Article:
Prime Minister Oleksiy Honcharuk opened the second day of the 16th Yalta European Strategy (YES) Annual Meeting announcing ambitious plans for Ukraine
Headline speakers today included Prime Minister Oleksiy Honcharuk, Tony Blair, former PM of UK, Christopher Pincher, UK MP & Minister of State for Europe and Bernard-Henri Levy, Philosopher and Writer
Kyiv, Ukraine, 14th September 2019: The second day of the 16thYalta European Strategy Annual Meeting saw a number of high-level speakers discussthe new Ukrainian parliament, it’s ambitious plans for reform, Britain’s relationship with Ukraine and the rise of populism in the new face of politics.
According to Prime Minister Oleksiy Honcharuk, Ukraine will be announcing plans in Parliament in the next few weeks as part of his new party’s reforms. The plansinclude opening the land market, breaking downmonopolies, liberalising labour relations, resolvingunemployment issues and tacklingenvironmental protection. “We understand that some of the changes will be unpopular,but these transformational changes will be needed to make the reforms happen”, he added.
Honcharukcontinued toexplain that the new parliament aims to grow the economy by 40 per cent in the next five years. “Although ambitious, I am certain we can meet these targets. Of course, for Ukraine to become rich, it needs aggressive economic growth. I personally link economic growth and foreign investment with trust. Our new party needs to develop trust internationally for foreign investors,as well as at a national level,” addedHoncharuk.
Attendees later heard fromothernew MPs including; Mykhailo Fedorov, Deputy PM, Tymofiy Mylovanov, Minister of Economy, Trade and Agriculture, Anna Novosad, Minister of Education and Science, Volodymyr Borodiansky, Minister of Culture, Youth and Sports who each outlined their hopes for thenew parliament.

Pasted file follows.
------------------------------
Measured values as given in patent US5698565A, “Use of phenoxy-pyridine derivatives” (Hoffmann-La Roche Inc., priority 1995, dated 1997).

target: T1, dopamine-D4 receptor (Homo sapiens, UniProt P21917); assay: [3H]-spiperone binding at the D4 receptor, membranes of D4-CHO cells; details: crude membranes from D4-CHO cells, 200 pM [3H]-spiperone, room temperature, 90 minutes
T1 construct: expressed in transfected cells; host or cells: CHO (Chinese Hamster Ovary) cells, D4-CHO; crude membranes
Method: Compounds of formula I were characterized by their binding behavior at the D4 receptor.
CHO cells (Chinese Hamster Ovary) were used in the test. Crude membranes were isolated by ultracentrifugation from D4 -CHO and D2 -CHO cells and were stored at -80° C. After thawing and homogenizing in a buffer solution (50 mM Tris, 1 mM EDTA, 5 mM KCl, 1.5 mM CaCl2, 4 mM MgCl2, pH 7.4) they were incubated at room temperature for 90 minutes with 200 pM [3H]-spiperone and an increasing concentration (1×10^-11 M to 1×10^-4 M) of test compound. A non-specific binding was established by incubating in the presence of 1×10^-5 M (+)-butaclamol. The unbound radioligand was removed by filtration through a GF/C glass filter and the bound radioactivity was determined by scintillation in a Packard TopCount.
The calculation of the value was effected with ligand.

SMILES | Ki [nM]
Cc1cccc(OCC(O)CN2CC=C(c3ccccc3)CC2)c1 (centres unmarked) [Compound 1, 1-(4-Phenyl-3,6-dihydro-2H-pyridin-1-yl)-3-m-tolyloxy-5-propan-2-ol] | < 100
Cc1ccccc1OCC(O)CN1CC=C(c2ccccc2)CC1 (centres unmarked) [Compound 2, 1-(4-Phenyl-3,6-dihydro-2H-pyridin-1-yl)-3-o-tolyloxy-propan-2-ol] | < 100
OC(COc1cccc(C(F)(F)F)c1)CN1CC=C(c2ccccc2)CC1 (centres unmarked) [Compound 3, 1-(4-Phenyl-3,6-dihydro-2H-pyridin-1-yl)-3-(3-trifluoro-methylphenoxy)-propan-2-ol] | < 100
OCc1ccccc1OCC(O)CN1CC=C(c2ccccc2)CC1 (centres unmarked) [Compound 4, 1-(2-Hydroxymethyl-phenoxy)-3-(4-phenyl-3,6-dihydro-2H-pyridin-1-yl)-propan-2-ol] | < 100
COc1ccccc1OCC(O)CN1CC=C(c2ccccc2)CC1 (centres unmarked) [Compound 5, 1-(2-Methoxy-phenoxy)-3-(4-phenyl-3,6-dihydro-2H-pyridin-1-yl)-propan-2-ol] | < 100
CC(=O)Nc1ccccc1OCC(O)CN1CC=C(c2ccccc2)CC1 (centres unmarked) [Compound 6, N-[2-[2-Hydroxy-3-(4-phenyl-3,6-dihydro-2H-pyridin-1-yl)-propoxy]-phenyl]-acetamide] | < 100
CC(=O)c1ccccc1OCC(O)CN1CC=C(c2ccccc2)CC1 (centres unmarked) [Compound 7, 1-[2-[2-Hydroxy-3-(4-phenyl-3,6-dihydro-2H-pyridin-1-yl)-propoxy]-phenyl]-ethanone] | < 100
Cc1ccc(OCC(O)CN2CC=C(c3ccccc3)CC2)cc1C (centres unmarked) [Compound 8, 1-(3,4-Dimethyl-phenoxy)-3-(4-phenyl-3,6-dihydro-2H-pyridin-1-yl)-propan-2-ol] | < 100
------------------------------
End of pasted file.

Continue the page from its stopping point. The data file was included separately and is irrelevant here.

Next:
Other key themes for day two includedthe rise of populism, Brexitand international security.
Attendees also heard from Christopher Pincher, Minister of State for Europe in the UK,on his hopes for the relationship between Ukraine and the UK, which unsurprisingly touched on Brexit. Pincher focused on increasing the success of Ukraine and UK trade relations, insisting that countries can’t “have happiness without successful trade”.
Tony Blair, former Prime Minister of the UK, Bernard-Henri Levy, Philosopher and Writer, and Oleksandr Martynenko, CEO Interfax-Ukraine News Agency discussed the rise of populism. Blair defined populism as: “Being about exploiting anger around certain issues and assigning blame, rather than actually tacklingthe issue”.
This led on to the topic of Brexit. Blair went on to say: “One thing the British publicwouldn’t forgive politicans for is if we don’tresolve the Brexit deadlock. The only way we can resolve it is if we have areferendum. Only thenwe can make a decision on Brexit. The issue with hosting another election is that it’s a vote on a political party, not on issue of Brexit.”
Blair did end on a slightly more positive note: “I am vehemently opposed to Brexit, but whatever happens don’t write Britain off.”
Some of the other headlines coming out of the day’s debates were:
“If we launch a new government and show new faces, attitudes will change and a new culture will follow.”
Oleksiy Honcharuk, Prime Minister, Ukraine
“Ukraine has become the latest ‘front line’ in freedom, security and democracy.”
Christopher Pincher, Minister of State for Europe, UK
“The term ‘populism’ isn’t about being popular. It is exploiting an issue rather than answering it.”
Tony Blair, Former PM of UK
“The West is in crisis. We would be foolish to not be pessimistic”
Bernard-Henri Levy, Philosopher and Writer
“Happiness will come, the new generation is here.”
Svyatolslav Vakarchuk, Member of Parliament of Ukraine
“Blair famously said ‘Education, Education, Education’, our (Ukrainian) PM only said the word education once in his speech earlier today. Education fills every citizen’s life.
Anna Novosad, Minsiter of Education and Science for Ukraine←Back to news list